The largest known deposit of Triassic amber was discovered near the town of Cortina d'Ampezzo in the Italian Dolomites (southern Alps)7. Several thousand millimetre-sized drop-shaped pieces of amber (Fig. 1a) per square metre were preserved in a palaeosol (for details, see supplementary information).

Figure 1: Triassic amber with microinclusions, from the Dolomites in northern Italy.
figure 1

a, Drop-shaped piece of amber with a broken tip. Scale bar, 500 µm. b, Alga similar to the extant desmid genus Cosmarium. The flattened cell consists of two almost symmetrical half-cells, each of which contains a large disc-shaped chloroplast (dark area). Scale bar, 10 µm. c, Ciliate of the genus Coleps. The barrel-shaped cell body shows rows of largely reniform perforations at its surface. Arrows indicate the typical posterior spines. Scale bar, 5 µm. d, Testate amoeba Centropyxis hirsuta. Scale bar, 10 µm. (For further details, see supplementary information.)

Bacteria were the most abundant microbes in these drops. Anamorphic fungi including some conidia-producing fungi that might be related to the extant genus Ramularia were present. Besides tiny chlorophytes and resting stages of several algae, the oldest known fossils of vegetative cells of conjugatophytes were also evident inside the droplets (Fig. 1b). These desmids are similar to the extant genus Cosmarium and were embedded at different stages of asexual reproduction. Ciliate protozoans are well preserved and, inter alia, a ciliate of the modern genus Coleps (family Colepidae) is identifiable (Fig. 1c).

Testate amoebae are represented by several species of the families Centropyxidae and Difflugiidae, and this is the earliest evidence of non-marine testaceans. Judging by its shape, size and the eccentric round pseudostome, the inclusion shown in Fig. 1d is morphologically identical to extant representatives of Centropyxis hirsuta Deflandre and therefore represents the earliest occurrence of a species of protozoan that survives today. As in extant individuals that live in mosses, soil or on bark, no spines are evident on the fossil shell8.

Representatives of all trophic levels of the microbiocoenosis were preserved in these samples of Triassic amber: bacteria, and phototrophic algae as producers, protozoans as consumers, and fungi as decomposers. Bacteria are the food source of testate amoebae and some ciliates; microalgae may be grazed upon by ciliates as well. Extant species of the ciliate genus Coleps also prey on other ciliates, flagellates, and on small metazoans. Freshwater rhizopods occur in high densities in extant aquatic and terrestrial habitats and participate to a high degree in secondary production. Our discovery of associations of several species in just one piece of amber indicates that these representatives of different testacean families had settled in such habitats, outside large bodies of water, by the time of the Triassic.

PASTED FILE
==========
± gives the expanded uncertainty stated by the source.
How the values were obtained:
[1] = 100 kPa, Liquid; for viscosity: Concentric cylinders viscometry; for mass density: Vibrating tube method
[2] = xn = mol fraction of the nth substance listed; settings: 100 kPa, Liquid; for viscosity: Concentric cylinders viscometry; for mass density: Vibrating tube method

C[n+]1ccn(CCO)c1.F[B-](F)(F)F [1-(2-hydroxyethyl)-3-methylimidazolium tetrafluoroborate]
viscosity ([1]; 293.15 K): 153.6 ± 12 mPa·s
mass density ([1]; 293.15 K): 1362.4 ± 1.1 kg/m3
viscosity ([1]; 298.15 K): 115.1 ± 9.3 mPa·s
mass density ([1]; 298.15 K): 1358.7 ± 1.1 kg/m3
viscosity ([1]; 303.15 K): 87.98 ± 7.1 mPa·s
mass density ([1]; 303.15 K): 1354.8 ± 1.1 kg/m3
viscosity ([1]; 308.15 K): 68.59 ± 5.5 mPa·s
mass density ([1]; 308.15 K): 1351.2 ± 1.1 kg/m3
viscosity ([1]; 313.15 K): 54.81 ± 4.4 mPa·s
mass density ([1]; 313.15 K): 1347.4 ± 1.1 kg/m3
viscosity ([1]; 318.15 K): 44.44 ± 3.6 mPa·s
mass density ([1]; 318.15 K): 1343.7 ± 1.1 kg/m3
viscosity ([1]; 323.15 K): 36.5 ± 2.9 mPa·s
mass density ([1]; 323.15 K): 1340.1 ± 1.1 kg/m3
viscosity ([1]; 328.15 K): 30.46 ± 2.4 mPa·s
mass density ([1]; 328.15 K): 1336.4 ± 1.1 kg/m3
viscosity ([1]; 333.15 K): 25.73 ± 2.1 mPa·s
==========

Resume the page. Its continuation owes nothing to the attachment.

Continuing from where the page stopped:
Humid coastal forests of the archaic conifer family Cheirolepidiaceae at the northern rim of the Tethys Sea are likely to be the amber source9. The drop-shaped pieces of amber solidified on their resin-bearing plants and later fell onto the soil. The microbes must therefore have been living on plants; no accompanying soil organisms were enclosed. The occurrence of conjugatophytes and aquatic ciliates indicates that they probably lived in limnetic−terrestrial habitats, such as wet bark or small water-filled treeholes (phytotelmata).

Microorganisms of limnetic and terrestrial biocoenoses are important in modern ecosystems, but until now their fossil record has been poor. Our findings show that different genera, and even species, of microbial taxa have been able to survive geological epochs. Higher levels in food webs, on the other hand, have been shaped by environmental changes, such as those that caused the mass extinction at the Cretaceous–Palaeogene boundary. Unchanged since the Lower Mesozoic, protozoans survived the entire era of the dinosaurs, as well as the diversification of angiosperms, birds and mammals.